Gathering and Scattering Sounds

Luminosa performing Sam Perkin's 'Visualization' at Galway Cathedral.

Gathering and Scattering Sounds

The Galway orchestra Luminosa recently premiered a new adventurous work by Sam Perkin as part of its second 'Arcadia' concert. Brendan Finan reviews.

Luminosa is the new Galway string orchestra, formed in 2019 and forced into an immediate hiatus in 2020. The three concerts of their 2021 season, like the ensemble’s name, emphasise the idea of light: ‘Dawn Light’, which took place in March; ‘Solstice’, which took place on 10 July; and ‘Dusk’, which is scheduled to take place in autumn.

Already we can see with this, and with the concert programmes, some of the group’s emerging ideals: a thematic connection with light, and with time. The programming has a strong emphasis on post-Romantic tonality, although space is given to more avant-garde composers, Sam Perkin in this concert and Linda Buckley in the next. There’s a strong awareness of the visual: the orchestra performs, at least for these livestreamed concerts, in a circle facing each other, rather than facing outward to an imagined audience; for the première of Perkin’s Visualization on 10 July, itself a highly visual piece, the video production by Unbound Media made some excellent choices – filming in black and white, not to hide away the difference of this piece but to emphasise it, and allowing their camera to move rapidly with and through the musicians, recreating, as much as possible, the experience of being there.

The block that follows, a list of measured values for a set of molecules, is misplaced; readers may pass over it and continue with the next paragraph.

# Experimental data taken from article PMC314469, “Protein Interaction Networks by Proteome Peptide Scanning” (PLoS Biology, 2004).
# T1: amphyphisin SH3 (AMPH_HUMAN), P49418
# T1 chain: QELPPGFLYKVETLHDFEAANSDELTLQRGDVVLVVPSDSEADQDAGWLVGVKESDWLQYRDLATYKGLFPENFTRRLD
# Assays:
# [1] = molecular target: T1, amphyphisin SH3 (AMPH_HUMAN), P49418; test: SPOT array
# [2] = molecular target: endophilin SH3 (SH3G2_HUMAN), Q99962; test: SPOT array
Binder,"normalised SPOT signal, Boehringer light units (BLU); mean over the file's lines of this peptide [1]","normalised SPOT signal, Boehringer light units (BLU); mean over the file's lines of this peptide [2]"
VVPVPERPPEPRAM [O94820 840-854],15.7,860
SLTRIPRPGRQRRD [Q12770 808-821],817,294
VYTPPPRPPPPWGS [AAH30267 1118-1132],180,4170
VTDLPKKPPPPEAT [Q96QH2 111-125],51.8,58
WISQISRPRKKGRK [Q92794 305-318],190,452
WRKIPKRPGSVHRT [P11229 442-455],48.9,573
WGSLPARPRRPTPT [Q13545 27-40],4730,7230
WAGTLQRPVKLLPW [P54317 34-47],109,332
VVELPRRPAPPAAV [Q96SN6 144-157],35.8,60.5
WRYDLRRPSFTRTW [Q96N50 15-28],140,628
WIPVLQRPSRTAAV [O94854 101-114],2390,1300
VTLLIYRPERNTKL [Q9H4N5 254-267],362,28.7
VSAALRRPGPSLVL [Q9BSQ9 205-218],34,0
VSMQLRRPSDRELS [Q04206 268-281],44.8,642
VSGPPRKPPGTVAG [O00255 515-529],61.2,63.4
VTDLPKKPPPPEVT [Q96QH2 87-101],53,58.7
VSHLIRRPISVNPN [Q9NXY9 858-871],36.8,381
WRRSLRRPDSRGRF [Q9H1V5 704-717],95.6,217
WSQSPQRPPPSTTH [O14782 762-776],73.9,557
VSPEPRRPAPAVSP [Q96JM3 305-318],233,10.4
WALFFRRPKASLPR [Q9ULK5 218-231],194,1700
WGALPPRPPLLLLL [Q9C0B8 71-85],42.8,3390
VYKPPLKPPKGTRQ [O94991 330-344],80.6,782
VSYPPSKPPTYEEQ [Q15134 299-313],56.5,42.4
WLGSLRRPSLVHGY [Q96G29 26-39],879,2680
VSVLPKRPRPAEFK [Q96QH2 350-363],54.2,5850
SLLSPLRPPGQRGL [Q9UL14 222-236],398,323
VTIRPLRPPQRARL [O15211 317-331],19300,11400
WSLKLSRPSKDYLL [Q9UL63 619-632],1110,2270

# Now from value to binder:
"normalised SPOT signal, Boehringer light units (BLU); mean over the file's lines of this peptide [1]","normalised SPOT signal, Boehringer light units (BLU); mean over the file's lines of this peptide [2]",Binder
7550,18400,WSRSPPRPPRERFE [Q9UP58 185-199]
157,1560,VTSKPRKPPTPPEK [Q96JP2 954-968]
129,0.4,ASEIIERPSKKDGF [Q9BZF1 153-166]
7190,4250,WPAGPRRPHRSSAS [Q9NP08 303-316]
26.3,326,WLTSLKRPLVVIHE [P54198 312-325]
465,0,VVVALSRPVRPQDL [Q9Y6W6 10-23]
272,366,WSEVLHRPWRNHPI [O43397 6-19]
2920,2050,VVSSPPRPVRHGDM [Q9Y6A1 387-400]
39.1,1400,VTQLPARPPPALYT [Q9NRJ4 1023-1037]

Perkin mentioned by name, both in the programme note and in a mid-concert interview, the American composer Pauline Oliveros as a major influence on Visualization. Oliveros is best known for her development of ‘deep listening’, an almost meditative focus on sound; a practice of actively and fully listening. The work also incorporates the Dalcroze method of music and movement, and was directed by Dalcroze practitioner Diane Daly from the violin. Luminosa commissioned this work in 2019, and it’s aptly titled, with a focus on ‘seeing’ invisible sound. The performers move around the space, ritually ‘gathering’ sounds and scattering them across the space of the church, creating a sort of confetti shower of harmony, starting from the softest hush to full major chords and arpeggios and back again.

The work was conceived and written as a ‘ritualistic return to live performance’, according to the composer, and was composed with Galway Cathedral in mind (though any ‘very resonant’ space would suffice). It’s the resonance of the space that allows the music and sound to travel from one side of the room to the other, and allows the musicians to make sense of the ‘scattering’ and ‘catching’ motions.

But the work’s conceit worked against it in this context. The bath of sound the composer intended, which would likely be lush beyond measure inside the Cathedral, is narrowed by whatever speakers the viewer is using. It felt as though I was looking in through a window, apart from the music rather than a part of it. Watching, wanting to be there among the sound, the disconnection was palpable.

Carefully balanced